In the last few years, team coaching has become one of the hottest trends in leadership development. It’s the fastest-growing form of coaching globally, according to the Ridler and Sherpa reports on the coaching industry.
Is this growth due in part because, in the increasingly complex operating environment of the 21st Century, organisations can only achieve the high-impact change they need through great teams working effectively together?
The Deloitte Human Capital Survey provides some answers. This year, the survey, which summarises the views of 11,000 business and HR leaders, found that the leading global HR trend is for increased teamwork at Board level. “As the business environment becomes more competitive and digital disruption continues, organisations have become more team-centric, networked, and agile,” the report states. “While these approaches are taking hold in sales, operations, and other functional areas, a big problem remains: The C-suite must change as well. Rather than behave as independent C-level functional experts, the C-suite itself must now operate as a team.”
Peter Hawkins, professor in Leadership at Henley Business School, supports this view, commenting that in his research – Tomorrow’s Leadership and the Necessary Revolution in Today’s Leadership Development – “one global CEO said: I have many coaches who coach my people and consultants and who consult to parts of my organisation, but that is not where our challenges lie. All my challenges lie in the connections, between people, between teams, between us and our stakeholders.”
The end of the leadership development programme?
A re-evaluation of the benefits of individual leadership development in favour of developing teams is also a current trend.
Dr Hilary Lines, who leads the Master Practitioner Diploma in Systemic Team Coaching at the Academy of Executive Coaching explains: “Many businesses are recognising the limitations of traditional leadership programmes …. They are seeing that developing leaders in cohorts of individuals rarely delivers good ROI because of the difficulty of applying new learning back at work. These businesses are beginning to draw on team coaching to develop leaders together, so that they can hold each other accountable for sustaining changed behaviour in real work situations.”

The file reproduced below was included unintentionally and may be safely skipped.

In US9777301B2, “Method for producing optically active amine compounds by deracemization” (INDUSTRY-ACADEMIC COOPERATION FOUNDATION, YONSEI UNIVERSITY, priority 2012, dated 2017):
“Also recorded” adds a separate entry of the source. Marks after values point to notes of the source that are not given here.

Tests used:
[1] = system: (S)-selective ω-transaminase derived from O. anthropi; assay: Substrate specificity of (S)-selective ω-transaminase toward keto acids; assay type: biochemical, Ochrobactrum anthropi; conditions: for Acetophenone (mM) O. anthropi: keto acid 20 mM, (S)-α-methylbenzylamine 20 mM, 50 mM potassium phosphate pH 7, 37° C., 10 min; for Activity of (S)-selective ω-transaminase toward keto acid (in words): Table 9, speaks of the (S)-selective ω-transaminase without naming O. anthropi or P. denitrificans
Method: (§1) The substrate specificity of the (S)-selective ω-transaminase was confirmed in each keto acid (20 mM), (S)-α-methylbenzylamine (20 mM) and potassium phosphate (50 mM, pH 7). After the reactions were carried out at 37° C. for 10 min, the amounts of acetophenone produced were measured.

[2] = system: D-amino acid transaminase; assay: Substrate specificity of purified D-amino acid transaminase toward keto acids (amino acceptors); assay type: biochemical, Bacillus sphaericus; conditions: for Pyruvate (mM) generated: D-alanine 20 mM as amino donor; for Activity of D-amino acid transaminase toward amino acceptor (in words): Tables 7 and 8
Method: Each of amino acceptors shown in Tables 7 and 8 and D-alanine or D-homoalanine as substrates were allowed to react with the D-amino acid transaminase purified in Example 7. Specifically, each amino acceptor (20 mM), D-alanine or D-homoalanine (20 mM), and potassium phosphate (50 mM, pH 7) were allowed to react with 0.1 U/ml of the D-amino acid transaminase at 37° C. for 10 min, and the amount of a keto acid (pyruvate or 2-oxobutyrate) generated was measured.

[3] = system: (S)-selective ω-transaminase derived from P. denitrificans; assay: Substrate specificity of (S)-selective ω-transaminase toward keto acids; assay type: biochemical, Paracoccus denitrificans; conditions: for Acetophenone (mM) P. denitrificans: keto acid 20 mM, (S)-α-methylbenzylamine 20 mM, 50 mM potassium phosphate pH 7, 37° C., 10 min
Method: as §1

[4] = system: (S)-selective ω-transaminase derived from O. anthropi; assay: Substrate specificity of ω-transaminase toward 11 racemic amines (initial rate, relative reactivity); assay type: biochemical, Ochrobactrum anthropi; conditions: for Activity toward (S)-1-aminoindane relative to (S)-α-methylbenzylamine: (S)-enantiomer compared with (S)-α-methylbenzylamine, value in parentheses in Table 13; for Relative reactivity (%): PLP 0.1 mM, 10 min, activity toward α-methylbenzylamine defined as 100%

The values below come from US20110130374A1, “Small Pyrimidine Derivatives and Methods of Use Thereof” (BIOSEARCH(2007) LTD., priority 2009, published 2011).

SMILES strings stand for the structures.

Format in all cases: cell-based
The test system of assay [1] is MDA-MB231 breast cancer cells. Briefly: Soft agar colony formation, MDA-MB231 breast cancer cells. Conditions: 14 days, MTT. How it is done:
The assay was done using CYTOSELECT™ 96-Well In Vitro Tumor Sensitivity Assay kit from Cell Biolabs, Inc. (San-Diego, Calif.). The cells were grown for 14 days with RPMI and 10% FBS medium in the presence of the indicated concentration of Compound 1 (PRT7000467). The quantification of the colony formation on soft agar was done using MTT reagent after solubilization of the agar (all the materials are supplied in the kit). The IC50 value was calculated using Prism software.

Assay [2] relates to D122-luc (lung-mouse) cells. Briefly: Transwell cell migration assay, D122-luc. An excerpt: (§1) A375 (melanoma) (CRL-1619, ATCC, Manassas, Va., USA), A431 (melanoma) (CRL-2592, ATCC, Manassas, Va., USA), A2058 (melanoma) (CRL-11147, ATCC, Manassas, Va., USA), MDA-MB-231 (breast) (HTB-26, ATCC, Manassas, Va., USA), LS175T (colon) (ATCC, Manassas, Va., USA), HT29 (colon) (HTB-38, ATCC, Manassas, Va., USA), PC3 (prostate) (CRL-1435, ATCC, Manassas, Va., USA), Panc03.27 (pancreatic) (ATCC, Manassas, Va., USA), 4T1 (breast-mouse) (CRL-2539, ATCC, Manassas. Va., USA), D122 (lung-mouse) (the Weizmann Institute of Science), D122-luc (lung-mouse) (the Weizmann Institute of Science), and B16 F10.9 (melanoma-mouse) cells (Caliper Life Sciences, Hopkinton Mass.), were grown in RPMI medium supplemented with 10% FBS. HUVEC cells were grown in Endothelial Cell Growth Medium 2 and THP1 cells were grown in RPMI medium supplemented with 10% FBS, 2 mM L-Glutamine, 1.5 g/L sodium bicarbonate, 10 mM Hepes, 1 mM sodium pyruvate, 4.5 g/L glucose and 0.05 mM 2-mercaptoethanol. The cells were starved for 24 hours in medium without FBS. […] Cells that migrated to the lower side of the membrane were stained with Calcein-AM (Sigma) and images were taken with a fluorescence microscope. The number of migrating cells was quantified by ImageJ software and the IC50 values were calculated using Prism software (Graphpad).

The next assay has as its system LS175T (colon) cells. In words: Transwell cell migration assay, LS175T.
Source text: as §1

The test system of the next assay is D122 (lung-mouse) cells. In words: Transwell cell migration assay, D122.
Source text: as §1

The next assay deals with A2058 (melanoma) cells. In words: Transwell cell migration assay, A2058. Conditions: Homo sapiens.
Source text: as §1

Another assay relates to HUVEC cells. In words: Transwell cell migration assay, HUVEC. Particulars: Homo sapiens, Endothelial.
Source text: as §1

Coaching the connections
In this environment, team coaching is emerging as a helpful intervention to enable teams to function at their best. It involves working with a team over time and using similar techniques to executive coaching, such as asking questions to encourage deep thinking, the examination of different perspectives and the identification of goals and solutions.
At the AoEC, team coaching is based on a systemic in which the team look at the needs and impact of the systems and stakeholder outside the team, as well as how they function within it.
This new skill of ‘team coaching’ differs from traditional team building, awaydays and workshops, which tend to look only at team dynamics and are rarely able to generate sustainable change long-term. It can be an important part of culture change programmes.
Harnessing cultural diversity
Team coaching is not only valuable for board-level teams, but also for newly formed or newly merged teams, or teams at any level needing to raise their performance. It can also be a good choice for multi-cultural teams needing to work together effectively.
When the AoEC opened in Dubai earlier this year, team coaching training was immediately popular. “There are huge opportunities for team coaching in our market due to the diversity of UAE - over 200 nationalities – Dubai being a hub for many multinationals,” comments head of AoEC UAE, Leila Rezaiguia. “In a region that's extremely diverse, multilingual and geographically dispersed, it's inevitable that conflicts happen. Team coaching enables teams to reconnect, define their essence and work towards a common goal.”
A development intervention for the 21st Century
As organisations focus on the need to enable teams to work together effectively, team coaching is emerging as one of the most powerful levers they can pull. There may be no silver bullet to enable organisations to face up to the unique challenges of the 21st century, but team coaching is proving to be one of the most valuable tools in the development toolkit.
AoEC offers coaching, triple-accredited coach training, and consulting to individuals and organisations worldwide looking to embrace positive change through empowering people. You can find out more about Systemic Team Coaching here and about the AoEC’s team coach training here.